DETAILS of the reburial of Richard III have finally been announced, following the failure of a High Court bid to see him re-interred in York.

The last Plantagenet monarch will be re-interred in Leicester Cathedral next spring in what has already been dubbed “an effective state funeral.”

The ceremony will take place on March 26 and will be the culmination of a week of events honouring the long-dead king.

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He was killed at the Battle of Bosworth in 1485 and afterwards was hastily buried under a church that was demolished many years ago.

But in 2012, in a search instigated by Darlington-born screenwriter Philippa Langley, archaeologists from Leicester University found his remains under a council car-park in the city.

A group calling themselves the Plantagenet Alliance led calls for the monarch to be buried in York – a city with which he was closely associated - and were granted a judicial review.

But they lost their battle in May this year, leaving Leicester Cathedral free to continue with their plans to re-inter the former king, who spent much of his childhood at Middleham.

The king’s remains are currently in the care of Leicester University and will be transferred into a lead-lined coffin on March 22 when they will travel by hearse to Bosworth for a day of events marking the king's final movements.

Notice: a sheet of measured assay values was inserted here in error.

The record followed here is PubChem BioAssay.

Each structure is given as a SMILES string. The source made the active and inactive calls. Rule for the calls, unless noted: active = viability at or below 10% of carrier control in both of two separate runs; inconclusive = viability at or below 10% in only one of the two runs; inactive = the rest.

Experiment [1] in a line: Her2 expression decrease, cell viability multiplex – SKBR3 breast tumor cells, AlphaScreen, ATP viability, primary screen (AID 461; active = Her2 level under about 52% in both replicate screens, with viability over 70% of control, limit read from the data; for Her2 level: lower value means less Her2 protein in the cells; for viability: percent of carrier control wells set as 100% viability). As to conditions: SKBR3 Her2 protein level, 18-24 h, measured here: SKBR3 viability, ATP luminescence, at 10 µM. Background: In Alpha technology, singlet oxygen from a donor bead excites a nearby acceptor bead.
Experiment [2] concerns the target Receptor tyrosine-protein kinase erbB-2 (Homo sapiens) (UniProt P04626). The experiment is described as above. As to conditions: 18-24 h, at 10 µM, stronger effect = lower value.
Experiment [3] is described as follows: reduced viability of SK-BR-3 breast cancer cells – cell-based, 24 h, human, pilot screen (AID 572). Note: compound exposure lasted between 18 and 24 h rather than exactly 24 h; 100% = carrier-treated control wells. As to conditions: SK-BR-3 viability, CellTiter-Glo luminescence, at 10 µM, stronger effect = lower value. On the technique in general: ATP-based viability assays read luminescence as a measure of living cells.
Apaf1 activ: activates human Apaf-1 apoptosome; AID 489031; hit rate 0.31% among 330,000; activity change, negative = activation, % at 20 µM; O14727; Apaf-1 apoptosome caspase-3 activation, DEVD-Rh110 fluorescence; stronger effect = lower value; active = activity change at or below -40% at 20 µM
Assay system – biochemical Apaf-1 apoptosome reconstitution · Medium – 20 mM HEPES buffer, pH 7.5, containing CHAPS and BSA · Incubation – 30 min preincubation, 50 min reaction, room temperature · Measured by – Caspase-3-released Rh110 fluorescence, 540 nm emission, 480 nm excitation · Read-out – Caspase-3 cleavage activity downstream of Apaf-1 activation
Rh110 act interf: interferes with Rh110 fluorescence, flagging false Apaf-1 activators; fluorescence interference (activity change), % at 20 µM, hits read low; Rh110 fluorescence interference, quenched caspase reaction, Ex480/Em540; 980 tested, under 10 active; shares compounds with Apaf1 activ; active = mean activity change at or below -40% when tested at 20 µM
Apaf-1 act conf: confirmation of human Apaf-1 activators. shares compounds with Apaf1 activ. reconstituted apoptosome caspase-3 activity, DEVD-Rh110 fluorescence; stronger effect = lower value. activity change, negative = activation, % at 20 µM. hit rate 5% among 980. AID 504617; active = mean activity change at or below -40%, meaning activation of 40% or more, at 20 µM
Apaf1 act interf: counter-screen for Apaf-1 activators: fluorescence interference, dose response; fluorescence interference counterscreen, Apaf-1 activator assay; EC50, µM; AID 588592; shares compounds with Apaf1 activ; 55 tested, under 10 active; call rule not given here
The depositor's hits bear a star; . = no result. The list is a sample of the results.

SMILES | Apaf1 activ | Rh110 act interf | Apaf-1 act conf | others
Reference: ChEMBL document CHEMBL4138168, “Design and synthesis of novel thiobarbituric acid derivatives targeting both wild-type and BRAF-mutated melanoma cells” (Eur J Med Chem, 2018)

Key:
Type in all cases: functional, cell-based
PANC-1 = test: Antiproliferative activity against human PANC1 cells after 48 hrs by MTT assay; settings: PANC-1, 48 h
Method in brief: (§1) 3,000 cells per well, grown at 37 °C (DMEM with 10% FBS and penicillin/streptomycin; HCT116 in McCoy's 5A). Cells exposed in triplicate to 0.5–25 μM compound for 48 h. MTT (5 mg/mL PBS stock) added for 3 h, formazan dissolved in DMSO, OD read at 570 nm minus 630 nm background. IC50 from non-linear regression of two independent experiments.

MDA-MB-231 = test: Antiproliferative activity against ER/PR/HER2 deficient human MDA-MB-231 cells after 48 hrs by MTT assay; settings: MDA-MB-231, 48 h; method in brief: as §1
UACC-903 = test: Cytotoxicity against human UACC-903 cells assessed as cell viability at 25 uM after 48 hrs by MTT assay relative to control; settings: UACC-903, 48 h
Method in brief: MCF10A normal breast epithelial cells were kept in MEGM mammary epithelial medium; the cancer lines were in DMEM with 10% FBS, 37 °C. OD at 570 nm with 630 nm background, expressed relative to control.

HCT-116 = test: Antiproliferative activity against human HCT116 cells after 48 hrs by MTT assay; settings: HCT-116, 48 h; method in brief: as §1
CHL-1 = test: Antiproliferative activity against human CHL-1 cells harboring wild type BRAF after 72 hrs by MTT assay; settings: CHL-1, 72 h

The journey will see the hearse travel through villages that were significant to the monarch's final days ahead of a service in Bosworth.

The coffin will then return to Leicester Cathedral where the monarch's remains will then lie in repose, his coffin covered with a commissioned pall, for three days to allow for members of the public to pay their respects.

Although the re-interment service will not be an official state funeral it will be similar – and will be broadcast live on Channel 4.

The Bishop of Leicester, the Right Revd Tim Stevens, said: "Our cathedral has been consistently committed to providing a fitting, dignified and memorable ceremony for the re-interment of King Richard.

"We can now see how this works out in detail and our city and county look forward to all the events of next spring."

The cathedral has already raised £1m of the £2.5m cost of the re-interment and the Duke of Gloucester has been named as the patron of the appeal. The patronage is appropriate because, before he became king in 1483, Richard was himself Duke of Gloucester.